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March 16, 1984


Author Affiliations

Decatur, Ga

JAMA. 1984;251(11):1423. doi:10.1001/jama.1984.03340350021009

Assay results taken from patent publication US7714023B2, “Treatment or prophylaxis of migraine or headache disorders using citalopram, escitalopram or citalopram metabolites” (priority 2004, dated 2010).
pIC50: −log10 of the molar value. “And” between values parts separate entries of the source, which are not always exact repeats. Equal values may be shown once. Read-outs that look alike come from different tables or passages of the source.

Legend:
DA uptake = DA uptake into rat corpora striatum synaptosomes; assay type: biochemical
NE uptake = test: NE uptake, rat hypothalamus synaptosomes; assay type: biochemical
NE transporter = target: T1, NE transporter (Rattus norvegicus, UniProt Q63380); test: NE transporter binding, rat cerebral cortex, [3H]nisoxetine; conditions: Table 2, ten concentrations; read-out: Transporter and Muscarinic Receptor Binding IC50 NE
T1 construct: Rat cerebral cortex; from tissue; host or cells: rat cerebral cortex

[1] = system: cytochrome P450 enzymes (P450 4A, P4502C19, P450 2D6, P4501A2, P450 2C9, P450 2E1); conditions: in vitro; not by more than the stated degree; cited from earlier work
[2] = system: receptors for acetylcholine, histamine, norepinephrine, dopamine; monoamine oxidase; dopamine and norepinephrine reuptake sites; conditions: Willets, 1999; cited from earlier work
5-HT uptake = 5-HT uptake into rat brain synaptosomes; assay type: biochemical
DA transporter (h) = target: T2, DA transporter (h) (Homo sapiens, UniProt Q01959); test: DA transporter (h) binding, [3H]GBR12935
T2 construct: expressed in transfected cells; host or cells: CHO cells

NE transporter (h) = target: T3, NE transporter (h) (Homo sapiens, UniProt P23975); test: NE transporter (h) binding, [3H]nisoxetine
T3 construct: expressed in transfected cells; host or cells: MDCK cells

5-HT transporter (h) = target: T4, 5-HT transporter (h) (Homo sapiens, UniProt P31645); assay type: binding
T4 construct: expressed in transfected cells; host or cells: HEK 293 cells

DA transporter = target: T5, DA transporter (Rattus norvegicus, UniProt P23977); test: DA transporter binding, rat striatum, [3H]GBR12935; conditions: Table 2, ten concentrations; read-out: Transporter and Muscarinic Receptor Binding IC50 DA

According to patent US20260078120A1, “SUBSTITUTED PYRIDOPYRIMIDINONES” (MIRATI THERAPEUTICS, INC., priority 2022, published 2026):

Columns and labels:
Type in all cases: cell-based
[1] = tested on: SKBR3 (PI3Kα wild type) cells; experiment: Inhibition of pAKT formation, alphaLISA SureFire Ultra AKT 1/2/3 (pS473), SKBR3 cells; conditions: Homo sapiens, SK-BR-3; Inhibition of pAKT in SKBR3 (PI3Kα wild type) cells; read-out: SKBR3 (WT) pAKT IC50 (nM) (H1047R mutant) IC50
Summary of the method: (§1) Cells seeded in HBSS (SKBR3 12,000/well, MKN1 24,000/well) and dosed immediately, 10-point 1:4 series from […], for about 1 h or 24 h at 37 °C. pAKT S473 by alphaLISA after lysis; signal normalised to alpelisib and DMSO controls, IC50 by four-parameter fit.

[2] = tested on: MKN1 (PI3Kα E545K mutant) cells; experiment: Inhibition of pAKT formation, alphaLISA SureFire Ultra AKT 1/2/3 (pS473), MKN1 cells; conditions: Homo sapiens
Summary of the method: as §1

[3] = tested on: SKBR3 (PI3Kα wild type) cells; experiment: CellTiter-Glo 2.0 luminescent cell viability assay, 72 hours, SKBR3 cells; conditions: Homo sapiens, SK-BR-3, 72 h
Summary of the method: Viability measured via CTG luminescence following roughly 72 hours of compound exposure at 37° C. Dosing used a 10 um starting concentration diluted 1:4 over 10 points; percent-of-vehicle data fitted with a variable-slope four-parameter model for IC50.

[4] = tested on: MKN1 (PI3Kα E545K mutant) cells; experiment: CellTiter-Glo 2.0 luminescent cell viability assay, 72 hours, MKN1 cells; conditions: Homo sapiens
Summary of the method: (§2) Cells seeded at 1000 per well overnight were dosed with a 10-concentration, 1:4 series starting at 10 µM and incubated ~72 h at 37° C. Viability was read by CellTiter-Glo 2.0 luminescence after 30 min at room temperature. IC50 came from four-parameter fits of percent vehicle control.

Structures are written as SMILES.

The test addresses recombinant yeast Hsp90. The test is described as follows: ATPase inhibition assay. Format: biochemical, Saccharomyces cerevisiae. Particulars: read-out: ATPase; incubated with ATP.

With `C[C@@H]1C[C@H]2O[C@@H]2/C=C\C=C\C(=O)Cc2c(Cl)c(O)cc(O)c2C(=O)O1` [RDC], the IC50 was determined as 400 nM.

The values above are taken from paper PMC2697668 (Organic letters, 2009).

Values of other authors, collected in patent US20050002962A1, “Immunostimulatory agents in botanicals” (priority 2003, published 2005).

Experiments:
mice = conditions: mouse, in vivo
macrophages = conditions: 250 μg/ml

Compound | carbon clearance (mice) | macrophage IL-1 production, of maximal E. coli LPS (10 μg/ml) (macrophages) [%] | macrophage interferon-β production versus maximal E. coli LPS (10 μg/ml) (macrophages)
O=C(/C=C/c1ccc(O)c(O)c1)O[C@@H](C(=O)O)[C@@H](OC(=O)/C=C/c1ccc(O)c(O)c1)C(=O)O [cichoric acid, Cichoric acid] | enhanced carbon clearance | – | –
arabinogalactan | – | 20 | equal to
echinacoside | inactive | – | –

Mr Davis was a nice man. He had chronic lymphocytic leukemia and angina pectoris. Both diseases were well controlled. His angina occurred infrequently and responded promptly to sublingual nitroglycerin. His chronic leukemia required no treatment. I was satisfied with how Mr Davis was doing, but he wasn't. He was frightened of his diseases. Because of his anxiety he came to see me often. He came with his wife, who understood him. She knew he was scared. She loved him and was supportive, but not overly so. They lived in the country and had a good garden. Mr Davis was proud of his okra, corn, tomatoes, string beans, and black-eyed peas. In the summertime they enjoyed bringing me a "mess" of fresh vegetables. I would examine him, check his blood count, and try my best to reassure him. He would thank me, confirm his next appointment, and leave preoccupied with his